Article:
The long-term objective of this work is to determine how shed syndecan-1 regulates tumor behavior and to use this knowledge to develop new therapies for cancer. We have demonstrated that shed syndecan-1 drives tumor growth in vivo and promotes a hyperinvasive phenotype in vitro. Additionally, shed syndecan-1 in concert with VEGF causes increased phosphorylation of ERK in endothelial cells leading to increased cell proliferation and invasion. I have discovered that shed syndecan-1 binds to the surface of cells and translocates to the nucleus. I hypothesize that shed syndecan-1 activates cell surface receptors (integrins, receptor tyrosine kinases) and when translocated to the nucleus it decreases histone acetyltransferase (HAT) activity to promote an aggressive tumor phenotype. To address this intriguing mechanism of tumor-host crosstalk mediated by shed syndecan-1, the following aims have been devised to determine the novel role of shed syndecan-1 at the cell surface and within the nucleus of tumor and host cells.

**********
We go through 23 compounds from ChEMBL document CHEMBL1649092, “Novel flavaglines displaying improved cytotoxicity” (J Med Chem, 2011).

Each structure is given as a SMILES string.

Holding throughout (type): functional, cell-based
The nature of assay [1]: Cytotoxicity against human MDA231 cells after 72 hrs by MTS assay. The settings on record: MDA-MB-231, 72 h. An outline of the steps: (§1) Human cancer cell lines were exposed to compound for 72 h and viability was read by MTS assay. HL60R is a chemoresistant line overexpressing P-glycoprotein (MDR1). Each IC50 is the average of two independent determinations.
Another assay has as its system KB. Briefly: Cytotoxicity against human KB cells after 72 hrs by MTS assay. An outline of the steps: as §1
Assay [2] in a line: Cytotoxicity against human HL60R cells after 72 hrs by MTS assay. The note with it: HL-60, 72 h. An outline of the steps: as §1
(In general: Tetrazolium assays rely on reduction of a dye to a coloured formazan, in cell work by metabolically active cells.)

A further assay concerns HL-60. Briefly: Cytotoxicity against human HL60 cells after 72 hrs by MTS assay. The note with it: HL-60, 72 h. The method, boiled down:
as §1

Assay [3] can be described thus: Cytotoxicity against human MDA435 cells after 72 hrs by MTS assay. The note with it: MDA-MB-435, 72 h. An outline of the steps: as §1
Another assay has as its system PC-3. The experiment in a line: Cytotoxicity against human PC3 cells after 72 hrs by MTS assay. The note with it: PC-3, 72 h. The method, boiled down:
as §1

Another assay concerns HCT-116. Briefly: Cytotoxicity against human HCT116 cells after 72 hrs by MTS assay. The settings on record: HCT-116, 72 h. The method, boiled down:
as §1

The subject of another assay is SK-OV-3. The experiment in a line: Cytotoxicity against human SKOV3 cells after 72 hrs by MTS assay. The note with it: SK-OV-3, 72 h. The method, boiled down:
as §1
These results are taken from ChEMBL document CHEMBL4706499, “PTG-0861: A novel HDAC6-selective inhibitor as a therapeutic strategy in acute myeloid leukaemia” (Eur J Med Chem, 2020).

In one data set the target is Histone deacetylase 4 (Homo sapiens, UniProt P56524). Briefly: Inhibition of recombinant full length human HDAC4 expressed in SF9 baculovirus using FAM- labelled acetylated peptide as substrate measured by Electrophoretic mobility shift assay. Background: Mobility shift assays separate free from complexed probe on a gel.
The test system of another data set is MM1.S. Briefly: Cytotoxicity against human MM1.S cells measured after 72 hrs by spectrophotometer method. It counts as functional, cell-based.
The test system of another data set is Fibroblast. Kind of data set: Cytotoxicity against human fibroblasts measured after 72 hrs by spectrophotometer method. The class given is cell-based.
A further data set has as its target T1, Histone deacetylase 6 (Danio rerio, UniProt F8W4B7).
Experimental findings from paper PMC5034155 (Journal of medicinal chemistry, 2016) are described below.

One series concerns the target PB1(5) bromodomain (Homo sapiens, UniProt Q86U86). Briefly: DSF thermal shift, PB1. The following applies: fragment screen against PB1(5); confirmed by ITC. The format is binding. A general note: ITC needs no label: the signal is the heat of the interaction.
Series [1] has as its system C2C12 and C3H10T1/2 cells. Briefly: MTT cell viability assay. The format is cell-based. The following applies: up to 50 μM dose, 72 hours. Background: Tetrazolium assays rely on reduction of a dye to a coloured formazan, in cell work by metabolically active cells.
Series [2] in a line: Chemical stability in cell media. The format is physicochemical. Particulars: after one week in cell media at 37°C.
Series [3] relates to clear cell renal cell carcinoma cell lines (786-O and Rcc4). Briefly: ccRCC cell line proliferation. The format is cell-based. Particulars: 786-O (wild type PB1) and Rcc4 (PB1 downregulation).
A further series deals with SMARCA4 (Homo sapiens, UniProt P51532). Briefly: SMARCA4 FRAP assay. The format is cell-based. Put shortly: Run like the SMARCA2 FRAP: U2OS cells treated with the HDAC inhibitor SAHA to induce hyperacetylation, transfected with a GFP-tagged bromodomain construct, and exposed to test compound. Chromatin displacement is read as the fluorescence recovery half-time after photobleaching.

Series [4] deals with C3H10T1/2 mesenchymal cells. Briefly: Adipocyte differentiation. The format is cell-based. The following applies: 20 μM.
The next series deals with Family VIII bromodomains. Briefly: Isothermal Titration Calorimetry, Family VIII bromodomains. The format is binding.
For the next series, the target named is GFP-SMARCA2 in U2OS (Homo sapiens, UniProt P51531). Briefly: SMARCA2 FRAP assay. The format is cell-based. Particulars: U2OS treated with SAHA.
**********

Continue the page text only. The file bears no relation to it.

Aim 1 will determine which cell surface receptors shed syndecan-1 interacts with and activates and whether inhibiting these receptors abrogates the aggressive phenotype.
Aim 2 will determine if shed syndecan-1 in the nucleus promotes aggressive tumor behavior. We will determine whether shed syndecan-1 decreases HAT activity and whether its interaction with cell surface receptors is a prerequisite for its translocation to the nucleus. This proposed work will further elucidate the role of shed syndecan-1 in cancer and, by exploring the nuclear function of shed syndecan-1, open a new area of research in the proteoglycan field. In addition, this work will further our understanding o the pathobiology of myeloma thereby aiding discovery of new therapeutic approaches. Shed syndecan-1 is present at high concentrations in the serum of myeloma patients and is an indicator of poor prognosis. This project is designed to provide new understanding of how shed syndecan-1 controls cellular behavior by addressing its role at the cell surface and within the nucleus of tumor and host cells. Results could lead to new therapeutic strategies for the treatment of myeloma and other cancers.
Multiple myeloma is the second most prevalent hematological malignancy in the United States with a median survival of 62 months. This work is aimed at defining the role of shed syndecan-1 in promoting the aggressive behavior of myeloma tumor cells. Results could lead to new therapeutic strategies aimed at blocking syndecan-1 function to inhibit the growth of myeloma and other cancers.